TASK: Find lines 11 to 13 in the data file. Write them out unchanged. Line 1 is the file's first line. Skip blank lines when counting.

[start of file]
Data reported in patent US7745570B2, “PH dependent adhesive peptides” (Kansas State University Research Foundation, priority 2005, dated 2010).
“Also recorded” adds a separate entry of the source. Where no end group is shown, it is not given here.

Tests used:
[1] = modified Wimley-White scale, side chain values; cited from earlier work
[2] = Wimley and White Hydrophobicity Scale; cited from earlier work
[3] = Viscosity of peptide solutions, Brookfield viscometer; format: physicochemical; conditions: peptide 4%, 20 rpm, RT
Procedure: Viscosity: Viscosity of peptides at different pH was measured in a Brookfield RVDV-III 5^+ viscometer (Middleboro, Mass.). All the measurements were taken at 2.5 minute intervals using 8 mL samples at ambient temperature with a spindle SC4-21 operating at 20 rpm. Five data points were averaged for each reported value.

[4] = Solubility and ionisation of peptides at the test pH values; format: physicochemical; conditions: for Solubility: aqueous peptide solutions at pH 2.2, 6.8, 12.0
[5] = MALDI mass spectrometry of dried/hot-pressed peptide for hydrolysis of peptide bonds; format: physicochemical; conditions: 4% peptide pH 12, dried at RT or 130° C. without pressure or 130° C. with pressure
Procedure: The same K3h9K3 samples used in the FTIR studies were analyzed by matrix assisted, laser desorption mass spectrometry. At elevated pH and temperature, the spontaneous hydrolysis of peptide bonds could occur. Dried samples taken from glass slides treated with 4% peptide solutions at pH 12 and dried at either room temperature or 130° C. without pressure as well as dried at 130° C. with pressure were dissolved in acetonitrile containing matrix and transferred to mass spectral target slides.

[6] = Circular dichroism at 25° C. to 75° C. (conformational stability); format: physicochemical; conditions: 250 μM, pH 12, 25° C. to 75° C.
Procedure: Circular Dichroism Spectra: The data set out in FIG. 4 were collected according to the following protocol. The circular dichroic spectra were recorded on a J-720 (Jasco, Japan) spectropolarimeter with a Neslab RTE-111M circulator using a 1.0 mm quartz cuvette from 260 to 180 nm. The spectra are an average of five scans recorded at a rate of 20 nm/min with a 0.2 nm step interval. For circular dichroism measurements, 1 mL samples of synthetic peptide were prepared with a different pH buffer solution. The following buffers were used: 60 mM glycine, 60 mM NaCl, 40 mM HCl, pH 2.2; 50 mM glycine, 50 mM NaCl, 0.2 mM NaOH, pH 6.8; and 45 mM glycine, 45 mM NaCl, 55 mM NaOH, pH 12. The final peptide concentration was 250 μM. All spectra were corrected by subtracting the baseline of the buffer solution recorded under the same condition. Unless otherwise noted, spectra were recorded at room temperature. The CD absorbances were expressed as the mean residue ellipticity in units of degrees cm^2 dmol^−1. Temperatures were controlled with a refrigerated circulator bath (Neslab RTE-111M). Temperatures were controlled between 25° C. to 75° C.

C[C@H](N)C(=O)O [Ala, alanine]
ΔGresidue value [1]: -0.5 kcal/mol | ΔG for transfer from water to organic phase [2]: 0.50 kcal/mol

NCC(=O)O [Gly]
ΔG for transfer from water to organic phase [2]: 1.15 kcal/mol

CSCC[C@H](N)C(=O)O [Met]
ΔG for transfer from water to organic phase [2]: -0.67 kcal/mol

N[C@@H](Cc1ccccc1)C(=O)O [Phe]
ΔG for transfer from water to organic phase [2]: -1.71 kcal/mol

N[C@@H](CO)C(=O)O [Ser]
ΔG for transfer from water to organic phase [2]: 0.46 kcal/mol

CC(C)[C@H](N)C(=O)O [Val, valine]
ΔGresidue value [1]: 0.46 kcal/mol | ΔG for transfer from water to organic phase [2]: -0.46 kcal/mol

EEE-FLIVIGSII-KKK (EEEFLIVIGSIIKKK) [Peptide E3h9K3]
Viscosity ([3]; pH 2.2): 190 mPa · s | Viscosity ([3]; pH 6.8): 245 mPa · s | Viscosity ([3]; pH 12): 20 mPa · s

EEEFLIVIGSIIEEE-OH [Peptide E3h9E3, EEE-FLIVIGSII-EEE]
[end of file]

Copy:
[6] = Circular dichroism at 25° C. to 75° C. (conformational stability); format: physicochemical; conditions: 250 μM, pH 12, 25° C. to 75° C.
Procedure: Circular Dichroism Spectra: The data set out in FIG. 4 were collected according to the following protocol. The circular dichroic spectra were recorded on a J-720 (Jasco, Japan) spectropolarimeter with a Neslab RTE-111M circulator using a 1.0 mm quartz cuvette from 260 to 180 nm. The spectra are an average of five scans recorded at a rate of 20 nm/min with a 0.2 nm step interval. For circular dichroism measurements, 1 mL samples of synthetic peptide were prepared with a different pH buffer solution. The following buffers were used: 60 mM glycine, 60 mM NaCl, 40 mM HCl, pH 2.2; 50 mM glycine, 50 mM NaCl, 0.2 mM NaOH, pH 6.8; and 45 mM glycine, 45 mM NaCl, 55 mM NaOH, pH 12. The final peptide concentration was 250 μM. All spectra were corrected by subtracting the baseline of the buffer solution recorded under the same condition. Unless otherwise noted, spectra were recorded at room temperature. The CD absorbances were expressed as the mean residue ellipticity in units of degrees cm^2 dmol^−1. Temperatures were controlled with a refrigerated circulator bath (Neslab RTE-111M). Temperatures were controlled between 25° C. to 75° C.

C[C@H](N)C(=O)O [Ala, alanine]